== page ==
Wednesday, November 17, 2010

Memories Rewind: Kite Day

I've asked my friend Katie Griffin to do a guest post for Memories Rewind today. Go on over to Katie's blog The Greatest is Love and welcome her. She is finishing up college, so she hasn't had much time to blog. But I know she would love to read your comments. Enjoy!

As a seven year old little girl, the event of the year was Kite Day. My dad and I would go to the hardware store and buy the plastic, wood, paint and string needed to build a kite. Then my brother, Isaac, and my older sister, Lauren, would race us down to the basement to see who could finish making their kite first. It was never a real contest because there were three of us and only one dad, and we couldn’t do it without dad’s help.

As dad glued the sticks together to make the frame we would unroll the plastic and try to drape it across the wooden sticks just right so we could get to our favorite part of kite making- painting. We got to choose three of our favorite colors and mine were pink, purple and green. Last year we just had swirls of color on our kites but this year was extra special because dad helped us make stencils so that our names could be on our kites along with a few hearts and flowers. As my dad held down the stencils, I poured my heart out on that kite in colorful rows of pink and green. I saved the purple for the hearts and flowers that floated around my name. When the last dab of color had been added to the plastic we stepped back and both mine and my dad’s brows wrinkled as our eyes were wide with joy. “Good job, Kate” he said as we carefully picked the kite up and carried it outside to dry underneath the sun’s rays.

A few hours later we had changed from our paint-covered clothes and put the dry kites in the back of the truck and were on our way to my favorite event of the year. We arrived at our church and unloaded the food and the kites and made our way through the crowd. Adults and children alike eyed my prized kite. The wind picked up, blowing my blonde curls all in my face, and I knew it was time to set this kite free from my grasp. Dad helped me hold it as I readied my hands on the spool of string. I watched as he took off running and then released it into the hands of the strong wind. For just a moment, I panicked, but then saw that it was flying just fine in the wind. Its colorful tail danced back and forth above me and in that moment I was completely content. I began running across the yard not taking my eyes off of that kite for a second.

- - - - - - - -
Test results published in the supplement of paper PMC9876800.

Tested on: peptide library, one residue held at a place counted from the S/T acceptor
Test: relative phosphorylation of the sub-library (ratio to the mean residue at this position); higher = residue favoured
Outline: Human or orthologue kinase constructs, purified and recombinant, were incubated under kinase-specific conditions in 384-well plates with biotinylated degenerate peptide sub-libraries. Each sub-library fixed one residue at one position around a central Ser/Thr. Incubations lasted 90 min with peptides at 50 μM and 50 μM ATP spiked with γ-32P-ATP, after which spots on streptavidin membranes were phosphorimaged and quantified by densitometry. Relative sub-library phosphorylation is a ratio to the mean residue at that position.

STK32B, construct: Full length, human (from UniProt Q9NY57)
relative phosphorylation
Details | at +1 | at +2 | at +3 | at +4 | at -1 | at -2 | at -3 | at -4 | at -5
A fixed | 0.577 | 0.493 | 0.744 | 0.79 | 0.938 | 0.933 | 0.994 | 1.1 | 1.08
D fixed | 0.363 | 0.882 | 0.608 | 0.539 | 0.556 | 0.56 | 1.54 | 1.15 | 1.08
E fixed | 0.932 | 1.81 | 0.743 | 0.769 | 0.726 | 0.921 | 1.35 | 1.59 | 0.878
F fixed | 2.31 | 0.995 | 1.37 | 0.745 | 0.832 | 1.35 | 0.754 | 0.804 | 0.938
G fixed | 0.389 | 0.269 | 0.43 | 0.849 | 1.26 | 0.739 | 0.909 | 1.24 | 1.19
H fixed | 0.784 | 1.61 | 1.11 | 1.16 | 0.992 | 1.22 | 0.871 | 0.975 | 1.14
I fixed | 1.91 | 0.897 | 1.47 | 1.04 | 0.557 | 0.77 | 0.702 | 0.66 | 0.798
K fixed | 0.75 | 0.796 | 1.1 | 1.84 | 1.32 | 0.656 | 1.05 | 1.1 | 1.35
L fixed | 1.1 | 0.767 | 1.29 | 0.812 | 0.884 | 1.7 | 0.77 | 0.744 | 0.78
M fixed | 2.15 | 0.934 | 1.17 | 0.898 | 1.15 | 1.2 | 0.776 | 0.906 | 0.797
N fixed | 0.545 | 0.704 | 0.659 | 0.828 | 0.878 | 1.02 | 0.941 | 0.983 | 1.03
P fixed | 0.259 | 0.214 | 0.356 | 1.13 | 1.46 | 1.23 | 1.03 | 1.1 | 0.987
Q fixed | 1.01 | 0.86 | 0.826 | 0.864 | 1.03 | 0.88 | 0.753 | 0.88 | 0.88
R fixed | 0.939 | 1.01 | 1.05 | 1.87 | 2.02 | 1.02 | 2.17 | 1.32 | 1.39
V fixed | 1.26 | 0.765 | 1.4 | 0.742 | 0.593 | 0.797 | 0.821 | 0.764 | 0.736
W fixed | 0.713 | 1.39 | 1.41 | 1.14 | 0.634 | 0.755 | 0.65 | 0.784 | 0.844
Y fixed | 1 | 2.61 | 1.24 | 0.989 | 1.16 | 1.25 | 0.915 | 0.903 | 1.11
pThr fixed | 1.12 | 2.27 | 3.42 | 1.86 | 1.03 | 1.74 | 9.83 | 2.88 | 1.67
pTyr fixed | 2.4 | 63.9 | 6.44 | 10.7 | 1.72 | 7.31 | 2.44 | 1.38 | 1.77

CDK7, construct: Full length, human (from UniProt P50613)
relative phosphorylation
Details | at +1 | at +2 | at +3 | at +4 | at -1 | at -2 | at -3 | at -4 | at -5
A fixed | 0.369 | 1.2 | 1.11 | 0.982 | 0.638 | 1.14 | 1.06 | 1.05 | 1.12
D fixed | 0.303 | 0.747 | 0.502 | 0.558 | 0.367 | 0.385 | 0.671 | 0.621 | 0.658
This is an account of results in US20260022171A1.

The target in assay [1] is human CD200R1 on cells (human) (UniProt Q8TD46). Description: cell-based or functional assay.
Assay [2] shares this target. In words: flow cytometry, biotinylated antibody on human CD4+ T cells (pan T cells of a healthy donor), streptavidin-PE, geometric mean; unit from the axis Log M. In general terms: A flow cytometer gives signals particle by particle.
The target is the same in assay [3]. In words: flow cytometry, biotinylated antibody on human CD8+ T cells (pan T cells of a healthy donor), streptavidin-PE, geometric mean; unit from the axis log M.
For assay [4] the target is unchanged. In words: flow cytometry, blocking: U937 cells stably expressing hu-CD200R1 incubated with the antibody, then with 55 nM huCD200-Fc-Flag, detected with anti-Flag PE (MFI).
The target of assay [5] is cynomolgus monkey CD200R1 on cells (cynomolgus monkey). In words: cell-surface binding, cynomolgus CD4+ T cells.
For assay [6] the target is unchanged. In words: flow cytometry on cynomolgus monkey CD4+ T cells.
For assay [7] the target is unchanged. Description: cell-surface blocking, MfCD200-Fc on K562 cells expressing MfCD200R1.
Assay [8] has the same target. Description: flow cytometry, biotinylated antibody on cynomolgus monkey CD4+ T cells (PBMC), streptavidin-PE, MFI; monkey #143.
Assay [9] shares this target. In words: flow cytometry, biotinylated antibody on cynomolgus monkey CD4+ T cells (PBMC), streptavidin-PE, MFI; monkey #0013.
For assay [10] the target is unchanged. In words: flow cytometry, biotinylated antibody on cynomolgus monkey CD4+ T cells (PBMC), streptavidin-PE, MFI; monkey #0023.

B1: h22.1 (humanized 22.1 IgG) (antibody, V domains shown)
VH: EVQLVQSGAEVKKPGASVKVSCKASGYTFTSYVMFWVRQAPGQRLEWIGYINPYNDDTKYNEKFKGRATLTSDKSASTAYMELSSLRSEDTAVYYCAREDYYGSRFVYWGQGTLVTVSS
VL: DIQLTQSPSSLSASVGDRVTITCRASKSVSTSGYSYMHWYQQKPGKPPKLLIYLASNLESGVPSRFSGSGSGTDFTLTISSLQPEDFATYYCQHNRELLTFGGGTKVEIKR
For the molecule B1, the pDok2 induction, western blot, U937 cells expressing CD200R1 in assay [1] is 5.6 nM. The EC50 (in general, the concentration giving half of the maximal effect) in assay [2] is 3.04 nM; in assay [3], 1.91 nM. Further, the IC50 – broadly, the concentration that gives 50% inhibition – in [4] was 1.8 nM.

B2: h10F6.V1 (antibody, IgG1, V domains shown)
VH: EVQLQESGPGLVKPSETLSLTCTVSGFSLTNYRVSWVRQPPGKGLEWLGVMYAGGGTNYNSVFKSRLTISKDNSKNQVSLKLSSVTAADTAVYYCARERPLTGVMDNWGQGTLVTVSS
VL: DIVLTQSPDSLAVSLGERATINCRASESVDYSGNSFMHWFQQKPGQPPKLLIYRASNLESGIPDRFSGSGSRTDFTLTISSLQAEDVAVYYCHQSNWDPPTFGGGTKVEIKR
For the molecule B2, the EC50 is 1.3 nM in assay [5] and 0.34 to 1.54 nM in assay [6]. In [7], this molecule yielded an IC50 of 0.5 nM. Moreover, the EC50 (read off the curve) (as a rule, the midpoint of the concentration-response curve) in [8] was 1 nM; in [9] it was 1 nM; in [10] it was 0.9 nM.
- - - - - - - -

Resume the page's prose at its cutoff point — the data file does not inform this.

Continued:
A gust of wind came from the opposite direction and suddenly my eyes were staring at the ground where my broken kite lay. Tears filled my eyes as I carried it’s corpse up to where dad was and he assured me that it could be saved. I thought it was beyond repair, but he took it to the truck and pulled out some tape and glue and before I knew it he turned around with my beautiful kite completely fixed! I stared at him in awe because I realized that my dad could truly fix anything. After thanking him a hundred times, we released it back into the sky and I was once again completely content as I watched my colorful diamond flutter across the big blue sky. Kite Day had once again been a success.

I’m 22 years old now, married, and living two states away from my dad. But looking back on that day, I realize that I no longer can run to my dad when my heart gets broken or I get disappointed. Now I run to my heavenly father, usually with tears pouring out of my eyes, and He does exactly what my dad did years ago- He fixes it.

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